Then he'll get back before the ink dries and have you cutting/pasting the complaint together, prolly call the process server that same night (or if he's really cheap he'll make you drive there and serve the manager yourself). LOL. A few months later when the security cam footage is produced in discovery and you see her trip over her own feet (after making sure no one was looking) you'll maybe settle that turd with wal-marts TPA in Bentonville for like 2500 bucks "nuisance value." Rinse, lather, and repeat, young barrister!
Next up, Mister 341 Hearing:
Hi. I'm the guy who talked about getting the 35k/yr offer from a solo bankruptcy guy. The negatives were the low pay, would have to drive alot, work 50-70 hr per week, and requiring a 2-year commitment. I just received a call from his secretary and he is officially offering me the job on Sunday. I spoke with one of my professors about it, and she thinks that it's a great opportunity to get experience. I spoke with my gf (and her business-savvy parents) and they think I should hold out for something better when bar results come out. I don't know what to do. Thoughts?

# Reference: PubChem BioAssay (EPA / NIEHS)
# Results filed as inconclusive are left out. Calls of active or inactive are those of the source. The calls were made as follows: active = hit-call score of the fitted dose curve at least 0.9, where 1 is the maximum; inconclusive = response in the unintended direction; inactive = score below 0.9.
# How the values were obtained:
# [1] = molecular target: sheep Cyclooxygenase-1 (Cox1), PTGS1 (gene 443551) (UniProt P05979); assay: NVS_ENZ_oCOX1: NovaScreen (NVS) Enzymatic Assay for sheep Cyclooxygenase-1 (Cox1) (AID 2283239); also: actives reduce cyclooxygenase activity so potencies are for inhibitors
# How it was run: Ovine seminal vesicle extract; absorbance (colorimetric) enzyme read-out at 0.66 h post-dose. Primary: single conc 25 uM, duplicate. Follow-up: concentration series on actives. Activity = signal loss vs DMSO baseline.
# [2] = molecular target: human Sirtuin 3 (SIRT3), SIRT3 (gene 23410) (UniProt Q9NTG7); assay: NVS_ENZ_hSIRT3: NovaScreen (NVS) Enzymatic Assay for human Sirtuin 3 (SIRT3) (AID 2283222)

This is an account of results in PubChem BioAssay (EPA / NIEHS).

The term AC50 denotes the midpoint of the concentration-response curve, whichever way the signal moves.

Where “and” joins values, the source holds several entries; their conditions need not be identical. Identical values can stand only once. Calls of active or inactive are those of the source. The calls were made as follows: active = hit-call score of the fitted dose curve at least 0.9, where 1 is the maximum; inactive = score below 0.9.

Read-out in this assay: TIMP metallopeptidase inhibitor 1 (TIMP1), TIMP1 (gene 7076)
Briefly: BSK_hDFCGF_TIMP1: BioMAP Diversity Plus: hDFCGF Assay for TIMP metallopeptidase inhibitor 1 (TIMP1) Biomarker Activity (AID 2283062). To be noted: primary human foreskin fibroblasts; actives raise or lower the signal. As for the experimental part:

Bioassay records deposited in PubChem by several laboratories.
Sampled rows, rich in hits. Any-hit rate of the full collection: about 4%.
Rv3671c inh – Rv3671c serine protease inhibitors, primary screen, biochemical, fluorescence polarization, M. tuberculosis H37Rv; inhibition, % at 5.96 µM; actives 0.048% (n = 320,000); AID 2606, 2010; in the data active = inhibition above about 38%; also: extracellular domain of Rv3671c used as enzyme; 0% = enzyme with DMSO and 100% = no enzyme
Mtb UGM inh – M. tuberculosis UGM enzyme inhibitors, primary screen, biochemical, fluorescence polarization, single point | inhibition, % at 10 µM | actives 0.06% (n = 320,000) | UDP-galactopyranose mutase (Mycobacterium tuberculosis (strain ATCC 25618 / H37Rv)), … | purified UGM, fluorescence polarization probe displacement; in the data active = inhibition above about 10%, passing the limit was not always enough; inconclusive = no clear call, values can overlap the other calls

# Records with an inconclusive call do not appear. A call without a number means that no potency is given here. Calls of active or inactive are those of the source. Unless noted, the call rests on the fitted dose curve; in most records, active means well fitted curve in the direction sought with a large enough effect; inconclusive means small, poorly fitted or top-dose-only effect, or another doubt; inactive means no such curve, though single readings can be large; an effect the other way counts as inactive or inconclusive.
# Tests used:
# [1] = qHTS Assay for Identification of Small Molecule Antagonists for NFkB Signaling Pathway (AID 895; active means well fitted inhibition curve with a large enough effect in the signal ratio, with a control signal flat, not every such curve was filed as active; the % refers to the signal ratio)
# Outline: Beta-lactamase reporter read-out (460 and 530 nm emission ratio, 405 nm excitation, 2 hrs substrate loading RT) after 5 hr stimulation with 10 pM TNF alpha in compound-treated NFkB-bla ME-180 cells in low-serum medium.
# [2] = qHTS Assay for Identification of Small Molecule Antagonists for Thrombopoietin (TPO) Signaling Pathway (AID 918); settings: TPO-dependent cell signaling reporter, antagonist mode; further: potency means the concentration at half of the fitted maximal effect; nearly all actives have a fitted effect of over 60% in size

My advice to you would be this: do not do this if you cannot do this without signing an agreement re: the two-year commitment.
I have experience with older attorneys who seem similar to this one. From my perspective, the two-year commitment is a huge red flag. If he wants to retain his associates the right way, this should be done through kind treatment, bonuses, good benefits, etc. If he needs you to sign something to stick around - watch out.
Plus, two years is just long enough to get pigeonholed.
If he took a look at you, spoke with you, liked you and your resume enough to make an offer and even enough to want to force you to stick around for two years - someone else will too.
Unfortunately, ITE, someone will sign on with him because, yes, $35k is better than nothing. So if you have no other choice but to make this money and make it ASAP, and you can't hang on for another job six months down the road, then you do need to do what is economically best for you. Even if he ends up being an overbearing asshole or there are other negatives to the job that you didn't foresee, you should weigh that against not being able to make rent or eat.